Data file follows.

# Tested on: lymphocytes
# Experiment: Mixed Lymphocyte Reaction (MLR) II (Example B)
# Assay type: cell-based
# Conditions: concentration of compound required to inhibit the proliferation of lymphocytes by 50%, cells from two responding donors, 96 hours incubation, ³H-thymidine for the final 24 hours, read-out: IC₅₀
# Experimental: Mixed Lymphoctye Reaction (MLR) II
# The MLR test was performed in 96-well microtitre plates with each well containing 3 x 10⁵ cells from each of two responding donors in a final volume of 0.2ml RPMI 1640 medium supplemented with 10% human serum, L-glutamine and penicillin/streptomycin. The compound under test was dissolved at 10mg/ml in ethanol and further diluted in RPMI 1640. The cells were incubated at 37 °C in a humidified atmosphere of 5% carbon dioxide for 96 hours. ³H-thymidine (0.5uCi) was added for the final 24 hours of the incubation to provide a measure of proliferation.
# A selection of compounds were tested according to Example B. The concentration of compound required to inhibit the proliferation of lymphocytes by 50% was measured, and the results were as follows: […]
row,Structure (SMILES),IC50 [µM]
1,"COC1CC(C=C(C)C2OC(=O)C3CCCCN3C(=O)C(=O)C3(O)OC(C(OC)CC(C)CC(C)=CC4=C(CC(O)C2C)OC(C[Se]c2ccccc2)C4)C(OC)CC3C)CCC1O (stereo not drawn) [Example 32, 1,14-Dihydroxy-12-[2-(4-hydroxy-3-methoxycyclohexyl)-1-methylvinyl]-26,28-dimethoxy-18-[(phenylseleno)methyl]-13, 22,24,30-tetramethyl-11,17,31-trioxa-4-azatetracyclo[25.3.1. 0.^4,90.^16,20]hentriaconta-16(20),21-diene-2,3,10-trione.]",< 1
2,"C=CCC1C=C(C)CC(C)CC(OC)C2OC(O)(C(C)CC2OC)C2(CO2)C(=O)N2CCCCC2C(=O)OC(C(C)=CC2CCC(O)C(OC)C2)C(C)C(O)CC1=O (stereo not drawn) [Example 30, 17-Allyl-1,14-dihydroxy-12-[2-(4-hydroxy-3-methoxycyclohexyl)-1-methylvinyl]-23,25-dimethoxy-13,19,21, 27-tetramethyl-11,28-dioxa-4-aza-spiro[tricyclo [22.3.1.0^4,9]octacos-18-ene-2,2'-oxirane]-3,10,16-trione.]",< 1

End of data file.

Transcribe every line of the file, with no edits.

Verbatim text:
# Tested on: lymphocytes
# Experiment: Mixed Lymphocyte Reaction (MLR) II (Example B)
# Assay type: cell-based
# Conditions: concentration of compound required to inhibit the proliferation of lymphocytes by 50%, cells from two responding donors, 96 hours incubation, ³H-thymidine for the final 24 hours, read-out: IC₅₀
# Experimental: Mixed Lymphoctye Reaction (MLR) II
# The MLR test was performed in 96-well microtitre plates with each well containing 3 x 10⁵ cells from each of two responding donors in a final volume of 0.2ml RPMI 1640 medium supplemented with 10% human serum, L-glutamine and penicillin/streptomycin. The compound under test was dissolved at 10mg/ml in ethanol and further diluted in RPMI 1640. The cells were incubated at 37 °C in a humidified atmosphere of 5% carbon dioxide for 96 hours. ³H-thymidine (0.5uCi) was added for the final 24 hours of the incubation to provide a measure of proliferation.
# A selection of compounds were tested according to Example B. The concentration of compound required to inhibit the proliferation of lymphocytes by 50% was measured, and the results were as follows: […]
row,Structure (SMILES),IC50 [µM]
1,"COC1CC(C=C(C)C2OC(=O)C3CCCCN3C(=O)C(=O)C3(O)OC(C(OC)CC(C)CC(C)=CC4=C(CC(O)C2C)OC(C[Se]c2ccccc2)C4)C(OC)CC3C)CCC1O (stereo not drawn) [Example 32, 1,14-Dihydroxy-12-[2-(4-hydroxy-3-methoxycyclohexyl)-1-methylvinyl]-26,28-dimethoxy-18-[(phenylseleno)methyl]-13, 22,24,30-tetramethyl-11,17,31-trioxa-4-azatetracyclo[25.3.1. 0.^4,90.^16,20]hentriaconta-16(20),21-diene-2,3,10-trione.]",< 1
2,"C=CCC1C=C(C)CC(C)CC(OC)C2OC(O)(C(C)CC2OC)C2(CO2)C(=O)N2CCCCC2C(=O)OC(C(C)=CC2CCC(O)C(OC)C2)C(C)C(O)CC1=O (stereo not drawn) [Example 30, 17-Allyl-1,14-dihydroxy-12-[2-(4-hydroxy-3-methoxycyclohexyl)-1-methylvinyl]-23,25-dimethoxy-13,19,21, 27-tetramethyl-11,28-dioxa-4-aza-spiro[tricyclo [22.3.1.0^4,9]octacos-18-ene-2,2'-oxirane]-3,10,16-trione.]",< 1